“Don’t be smart. I won’t have it.” Her voice was sharp, but mellowed quickly. “He’s always been with Jesus. Just that he and the Lord haven’t been too close lately. He decided it was time to get right.”

“Did something happen?”

“He heard the word, Martin. That’s all a person ever needs.” She didn’t answer the question I asked, and I knew she wouldn’t. If something bad had happened to cause his crisis-that-led-to-faith, she wasn’t going to share it with me. I could respect that.

“At your heart, Martin, you’re a decent man. That doesn’t mean I have to like what Billy does for you, or what he does for some other folks. I like it when you come around here, but I know you only come around when you’re looking for him. And you only look for him when you need him. What is it this time?”

“I’m not sure,” I lied to her. “Someone or something is stalking innocent victims of a new client. I thought if it got rough…” I didn’t need to finish. Mama knew how good her son was in a fight. Eight years in the marines had honed what a childhood in the Park had created.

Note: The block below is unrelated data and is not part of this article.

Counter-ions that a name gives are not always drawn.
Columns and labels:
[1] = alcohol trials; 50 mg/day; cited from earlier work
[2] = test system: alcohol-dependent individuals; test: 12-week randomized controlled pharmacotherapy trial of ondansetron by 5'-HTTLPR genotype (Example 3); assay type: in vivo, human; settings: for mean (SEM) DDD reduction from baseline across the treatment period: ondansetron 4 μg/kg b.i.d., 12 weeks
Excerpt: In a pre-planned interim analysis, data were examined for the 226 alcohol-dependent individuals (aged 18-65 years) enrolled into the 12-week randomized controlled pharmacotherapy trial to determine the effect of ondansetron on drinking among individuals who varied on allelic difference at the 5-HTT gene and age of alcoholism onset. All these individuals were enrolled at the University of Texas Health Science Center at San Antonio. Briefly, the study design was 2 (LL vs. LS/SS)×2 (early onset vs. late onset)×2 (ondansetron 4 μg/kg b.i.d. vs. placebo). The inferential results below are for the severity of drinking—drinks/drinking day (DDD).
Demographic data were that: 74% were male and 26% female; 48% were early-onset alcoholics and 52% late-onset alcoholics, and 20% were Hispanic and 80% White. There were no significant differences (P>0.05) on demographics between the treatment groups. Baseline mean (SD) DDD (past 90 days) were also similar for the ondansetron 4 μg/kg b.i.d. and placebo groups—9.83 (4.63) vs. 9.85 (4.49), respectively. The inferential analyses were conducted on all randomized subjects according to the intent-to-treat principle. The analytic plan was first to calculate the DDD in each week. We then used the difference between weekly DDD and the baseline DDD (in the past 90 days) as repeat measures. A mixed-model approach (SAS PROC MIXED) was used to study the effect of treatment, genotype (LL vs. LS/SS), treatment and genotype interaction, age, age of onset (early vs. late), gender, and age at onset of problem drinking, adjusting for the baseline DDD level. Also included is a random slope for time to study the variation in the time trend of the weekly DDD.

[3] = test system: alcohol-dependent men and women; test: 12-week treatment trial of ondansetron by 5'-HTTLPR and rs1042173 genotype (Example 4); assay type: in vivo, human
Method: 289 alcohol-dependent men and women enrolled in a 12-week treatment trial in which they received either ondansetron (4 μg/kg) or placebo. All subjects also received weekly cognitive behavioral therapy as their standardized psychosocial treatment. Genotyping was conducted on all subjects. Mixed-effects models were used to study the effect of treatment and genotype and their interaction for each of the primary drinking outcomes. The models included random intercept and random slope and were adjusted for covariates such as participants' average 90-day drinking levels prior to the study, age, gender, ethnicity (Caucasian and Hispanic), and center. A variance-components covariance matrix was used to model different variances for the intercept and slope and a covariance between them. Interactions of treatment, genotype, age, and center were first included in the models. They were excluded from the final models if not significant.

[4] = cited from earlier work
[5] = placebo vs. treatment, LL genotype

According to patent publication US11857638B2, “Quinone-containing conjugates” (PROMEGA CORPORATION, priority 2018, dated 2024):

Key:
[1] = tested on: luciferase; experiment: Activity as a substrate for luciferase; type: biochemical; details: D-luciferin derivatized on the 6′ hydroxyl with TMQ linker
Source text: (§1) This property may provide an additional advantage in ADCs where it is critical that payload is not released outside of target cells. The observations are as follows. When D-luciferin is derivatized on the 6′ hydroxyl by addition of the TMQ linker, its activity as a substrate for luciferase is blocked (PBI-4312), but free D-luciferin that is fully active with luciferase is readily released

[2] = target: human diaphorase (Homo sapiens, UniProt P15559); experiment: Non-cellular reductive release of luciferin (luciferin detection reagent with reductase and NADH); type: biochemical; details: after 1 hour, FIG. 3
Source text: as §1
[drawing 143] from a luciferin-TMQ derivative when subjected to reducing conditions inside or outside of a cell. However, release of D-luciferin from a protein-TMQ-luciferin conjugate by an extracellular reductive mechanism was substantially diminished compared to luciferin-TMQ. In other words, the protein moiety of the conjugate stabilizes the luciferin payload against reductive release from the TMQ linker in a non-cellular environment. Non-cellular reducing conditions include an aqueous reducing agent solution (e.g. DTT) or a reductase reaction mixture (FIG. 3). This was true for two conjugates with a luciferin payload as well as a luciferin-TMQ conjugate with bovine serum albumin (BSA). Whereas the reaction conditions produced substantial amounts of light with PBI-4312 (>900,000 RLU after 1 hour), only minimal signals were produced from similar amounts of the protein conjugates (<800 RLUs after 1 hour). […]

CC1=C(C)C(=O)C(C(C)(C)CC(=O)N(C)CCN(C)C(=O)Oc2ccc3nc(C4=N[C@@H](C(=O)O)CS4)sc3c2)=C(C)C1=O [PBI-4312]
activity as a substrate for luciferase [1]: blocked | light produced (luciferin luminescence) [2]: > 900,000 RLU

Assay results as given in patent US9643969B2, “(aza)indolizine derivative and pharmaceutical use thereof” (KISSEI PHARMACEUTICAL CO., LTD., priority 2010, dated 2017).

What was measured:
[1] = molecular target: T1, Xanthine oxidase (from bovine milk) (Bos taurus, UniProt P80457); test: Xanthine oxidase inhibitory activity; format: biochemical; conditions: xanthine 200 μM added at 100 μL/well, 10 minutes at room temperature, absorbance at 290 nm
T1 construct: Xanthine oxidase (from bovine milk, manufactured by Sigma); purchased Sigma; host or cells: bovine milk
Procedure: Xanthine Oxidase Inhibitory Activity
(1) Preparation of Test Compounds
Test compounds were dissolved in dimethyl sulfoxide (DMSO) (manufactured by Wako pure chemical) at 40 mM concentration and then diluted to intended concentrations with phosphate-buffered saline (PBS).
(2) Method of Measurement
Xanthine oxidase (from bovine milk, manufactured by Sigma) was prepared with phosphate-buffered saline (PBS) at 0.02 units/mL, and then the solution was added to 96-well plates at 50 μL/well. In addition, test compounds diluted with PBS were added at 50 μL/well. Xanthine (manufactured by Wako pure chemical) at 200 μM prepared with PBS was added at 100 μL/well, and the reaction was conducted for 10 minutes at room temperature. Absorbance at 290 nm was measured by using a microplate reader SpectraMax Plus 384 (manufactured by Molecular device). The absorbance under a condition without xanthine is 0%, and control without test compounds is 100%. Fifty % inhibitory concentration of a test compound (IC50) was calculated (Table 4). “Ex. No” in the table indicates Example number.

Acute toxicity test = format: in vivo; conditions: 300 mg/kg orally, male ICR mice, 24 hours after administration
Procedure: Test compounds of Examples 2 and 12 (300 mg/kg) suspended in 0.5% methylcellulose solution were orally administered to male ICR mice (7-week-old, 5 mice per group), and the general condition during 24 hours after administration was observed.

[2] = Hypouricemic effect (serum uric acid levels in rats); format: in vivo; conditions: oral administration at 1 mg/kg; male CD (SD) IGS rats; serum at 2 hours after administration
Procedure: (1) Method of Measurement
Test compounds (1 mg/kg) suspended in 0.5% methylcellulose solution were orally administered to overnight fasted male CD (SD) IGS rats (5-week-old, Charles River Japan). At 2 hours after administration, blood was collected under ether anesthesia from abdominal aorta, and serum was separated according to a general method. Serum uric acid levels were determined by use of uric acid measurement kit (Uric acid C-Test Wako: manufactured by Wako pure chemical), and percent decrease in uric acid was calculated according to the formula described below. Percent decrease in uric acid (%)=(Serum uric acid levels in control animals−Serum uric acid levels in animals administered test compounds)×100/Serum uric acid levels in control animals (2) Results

“I’ll tell you truthfully: if you were to ask him for help now, he’d probably give it. But I hope you won’t. Billy could use more time with the Lord of Light, and less time with the little dukes of hell that seem to plague you. I won’t ask you, though. I’ll just tell you that if you need him, you just have to go to the church.”

“Eternal Grace?”

“That’s it. And between you and me, a little of that would do you a world of good, too.”

* * *

I finished my tea and left Mama Stickley’s apartment. The light rain refused to quit, spattering the ground as I began to walk out of Sundown Park. The cabs might drop off there, but they wouldn’t pick up.

I didn’t like lying to Mama, but in all the visits I’d made to her I’d not once heard her broach the subject of sex. I didn’t know if she was a prude, or simply didn’t like discussing it, but it made me decidedly uncomfortable. There was no way to discuss vampires without discussing sex.
Vampires, regardless of the type, are sexual creatures. They all drained life energy, but through different means – all of them invasive and intimate. There were some that would do it only during the sex act, and some that could steal it simply through a prolonged touch. In any case, the creature took something that belonged to someone else by force or coercion. Intimacy was their stock in trade. In some ways, vampires were little different than frat rats with pockets full of roofies or slick-mickeys. The difference – generally – was that vampires usually drained the victims completely, leaving only the empty corpse behind. It was a strange form of rape, followed by the standard form of murder.